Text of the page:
The New Zealand Trade and Enterprise Group recently carried out a study of recession survival strategies. Their findings should be of interest to business owners everywhere.

They examined several multinationals that weathered the storm of several past recessions: The Great Depression, Oil Crisis, 1987 Stock Crash, Asian Financial Crisis, and the Dotcom Bubble of the late 1990s.

"Businesses should think cautiously in the short term but be ambitious and plan for the long term. There is no doubt that times are increasingly tough, but to survive, businesses have to look to the future."

They concluded that seven factors helped businesses through the recession, and also that these factors are well applied to small as well as large business interests:

1. focus on the core business

2. process and efficiency

3. strategic divestment

4. contingency planning

5. acquisitions and strategic alliances

6. increased advertising and marketing

7. increased investment in research and development

Note number five, Acquisitions and Strategic Alliances. It's fair to say that during a recession the strong don't just prevail, they often wind up as the beneficiaries of very favorable pricing on the assets of failed competitors. So one big idea many small to large businesses should be considering right now is how to make a big increase your companies value using the "bargain basement" prices you now find on some real estate, partnership services, and even purchases of all or part of your competition.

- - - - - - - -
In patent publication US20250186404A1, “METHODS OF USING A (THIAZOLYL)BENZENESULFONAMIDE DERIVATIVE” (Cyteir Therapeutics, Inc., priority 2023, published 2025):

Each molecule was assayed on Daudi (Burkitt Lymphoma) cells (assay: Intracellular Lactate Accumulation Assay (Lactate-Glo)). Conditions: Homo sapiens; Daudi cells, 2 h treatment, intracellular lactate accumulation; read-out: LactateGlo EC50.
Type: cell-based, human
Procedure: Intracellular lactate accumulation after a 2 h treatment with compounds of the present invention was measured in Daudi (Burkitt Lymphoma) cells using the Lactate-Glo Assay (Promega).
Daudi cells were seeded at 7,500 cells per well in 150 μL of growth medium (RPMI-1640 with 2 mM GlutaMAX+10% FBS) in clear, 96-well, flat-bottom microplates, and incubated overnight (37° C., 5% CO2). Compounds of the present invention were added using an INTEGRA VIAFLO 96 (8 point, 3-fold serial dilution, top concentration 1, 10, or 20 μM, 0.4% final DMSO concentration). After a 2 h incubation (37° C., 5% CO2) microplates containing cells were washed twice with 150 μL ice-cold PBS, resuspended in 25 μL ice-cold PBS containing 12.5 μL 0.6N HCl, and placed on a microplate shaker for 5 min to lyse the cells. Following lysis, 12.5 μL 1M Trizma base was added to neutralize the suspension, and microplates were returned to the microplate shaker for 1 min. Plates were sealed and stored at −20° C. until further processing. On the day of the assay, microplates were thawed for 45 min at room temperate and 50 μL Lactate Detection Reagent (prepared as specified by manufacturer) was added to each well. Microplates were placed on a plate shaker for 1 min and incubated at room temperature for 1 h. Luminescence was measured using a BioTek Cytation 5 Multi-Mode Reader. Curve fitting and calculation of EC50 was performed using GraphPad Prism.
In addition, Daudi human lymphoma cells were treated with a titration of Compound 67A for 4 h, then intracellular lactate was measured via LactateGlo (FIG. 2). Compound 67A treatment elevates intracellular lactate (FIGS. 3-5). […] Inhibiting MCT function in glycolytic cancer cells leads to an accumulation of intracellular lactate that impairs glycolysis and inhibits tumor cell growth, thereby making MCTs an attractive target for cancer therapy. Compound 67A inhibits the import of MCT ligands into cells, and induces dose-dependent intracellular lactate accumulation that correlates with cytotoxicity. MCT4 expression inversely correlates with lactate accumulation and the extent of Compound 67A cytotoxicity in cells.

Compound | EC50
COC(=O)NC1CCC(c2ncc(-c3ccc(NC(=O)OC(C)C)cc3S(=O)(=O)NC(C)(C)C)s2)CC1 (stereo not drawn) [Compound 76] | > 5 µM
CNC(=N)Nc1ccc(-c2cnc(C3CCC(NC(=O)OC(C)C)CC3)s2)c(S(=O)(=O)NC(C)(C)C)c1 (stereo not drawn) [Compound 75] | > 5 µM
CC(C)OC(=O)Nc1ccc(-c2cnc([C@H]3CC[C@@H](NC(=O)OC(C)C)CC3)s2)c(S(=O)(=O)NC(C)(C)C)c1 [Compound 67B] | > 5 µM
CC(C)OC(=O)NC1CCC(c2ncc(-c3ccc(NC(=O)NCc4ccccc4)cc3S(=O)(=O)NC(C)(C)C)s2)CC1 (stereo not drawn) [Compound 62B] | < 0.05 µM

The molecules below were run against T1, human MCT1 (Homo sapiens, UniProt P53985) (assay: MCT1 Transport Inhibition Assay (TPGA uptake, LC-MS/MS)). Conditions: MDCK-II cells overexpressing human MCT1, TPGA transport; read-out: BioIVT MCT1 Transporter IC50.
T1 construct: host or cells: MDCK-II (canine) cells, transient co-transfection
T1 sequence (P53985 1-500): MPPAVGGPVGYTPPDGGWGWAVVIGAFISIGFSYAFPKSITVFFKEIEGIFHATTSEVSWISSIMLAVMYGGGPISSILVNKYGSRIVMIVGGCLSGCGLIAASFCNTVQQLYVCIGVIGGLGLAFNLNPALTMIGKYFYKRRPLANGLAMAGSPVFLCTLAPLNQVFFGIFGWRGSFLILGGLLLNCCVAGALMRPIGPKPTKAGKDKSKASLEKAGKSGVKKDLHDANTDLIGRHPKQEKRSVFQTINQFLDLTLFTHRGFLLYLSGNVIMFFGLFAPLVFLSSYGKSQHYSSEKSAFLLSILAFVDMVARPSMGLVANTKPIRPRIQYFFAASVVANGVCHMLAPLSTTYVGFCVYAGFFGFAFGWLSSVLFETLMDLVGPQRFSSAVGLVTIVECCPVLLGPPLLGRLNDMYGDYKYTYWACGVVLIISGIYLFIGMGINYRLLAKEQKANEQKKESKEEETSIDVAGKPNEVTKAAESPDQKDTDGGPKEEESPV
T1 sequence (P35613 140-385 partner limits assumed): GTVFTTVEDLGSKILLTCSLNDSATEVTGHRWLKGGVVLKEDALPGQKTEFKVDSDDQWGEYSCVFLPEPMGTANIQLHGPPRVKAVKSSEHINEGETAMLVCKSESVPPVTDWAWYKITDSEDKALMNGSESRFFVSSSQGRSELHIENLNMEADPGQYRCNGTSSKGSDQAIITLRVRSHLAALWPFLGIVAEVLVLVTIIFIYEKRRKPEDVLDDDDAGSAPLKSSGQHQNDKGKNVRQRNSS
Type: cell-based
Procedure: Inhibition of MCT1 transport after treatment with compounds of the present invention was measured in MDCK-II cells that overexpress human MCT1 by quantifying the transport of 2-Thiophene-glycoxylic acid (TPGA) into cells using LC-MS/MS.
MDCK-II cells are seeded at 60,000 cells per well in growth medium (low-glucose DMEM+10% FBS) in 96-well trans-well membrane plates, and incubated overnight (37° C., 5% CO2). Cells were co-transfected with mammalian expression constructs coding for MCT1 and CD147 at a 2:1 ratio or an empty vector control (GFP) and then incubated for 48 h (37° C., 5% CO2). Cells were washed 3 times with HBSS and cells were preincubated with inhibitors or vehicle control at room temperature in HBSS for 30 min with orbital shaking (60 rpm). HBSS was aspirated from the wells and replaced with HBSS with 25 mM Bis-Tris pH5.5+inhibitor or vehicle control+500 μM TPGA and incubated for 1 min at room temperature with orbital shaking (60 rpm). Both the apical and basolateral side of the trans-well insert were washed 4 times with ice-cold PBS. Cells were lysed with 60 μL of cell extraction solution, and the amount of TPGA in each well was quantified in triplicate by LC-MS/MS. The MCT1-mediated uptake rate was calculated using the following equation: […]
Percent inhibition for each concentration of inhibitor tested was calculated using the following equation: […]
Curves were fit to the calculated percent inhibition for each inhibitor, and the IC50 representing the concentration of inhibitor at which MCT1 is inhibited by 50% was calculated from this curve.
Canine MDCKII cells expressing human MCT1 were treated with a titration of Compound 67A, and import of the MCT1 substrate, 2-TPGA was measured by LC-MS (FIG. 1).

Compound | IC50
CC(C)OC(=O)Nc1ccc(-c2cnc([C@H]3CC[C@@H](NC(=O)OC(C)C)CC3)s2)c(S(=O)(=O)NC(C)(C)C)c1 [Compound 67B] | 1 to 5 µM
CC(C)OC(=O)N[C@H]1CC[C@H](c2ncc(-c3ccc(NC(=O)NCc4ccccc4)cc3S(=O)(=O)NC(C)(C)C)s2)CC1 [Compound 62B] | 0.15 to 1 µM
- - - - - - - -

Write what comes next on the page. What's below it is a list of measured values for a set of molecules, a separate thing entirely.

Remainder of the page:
Another big idea to consider is working with the fact that government will be playing a larger role in business and business finance than in all of US history, and will be funding innovation and new job creation at unprecedented levels.  

However one feels about this from an economics standpoint it certainly offers big opportunity for those willing to think about job creation and innovations, especially those that match up with the emphasis on energy saving and green technologies.

Can you implement big ideas during bad times? Yes, and sometimes bad times can even be turned into the best times.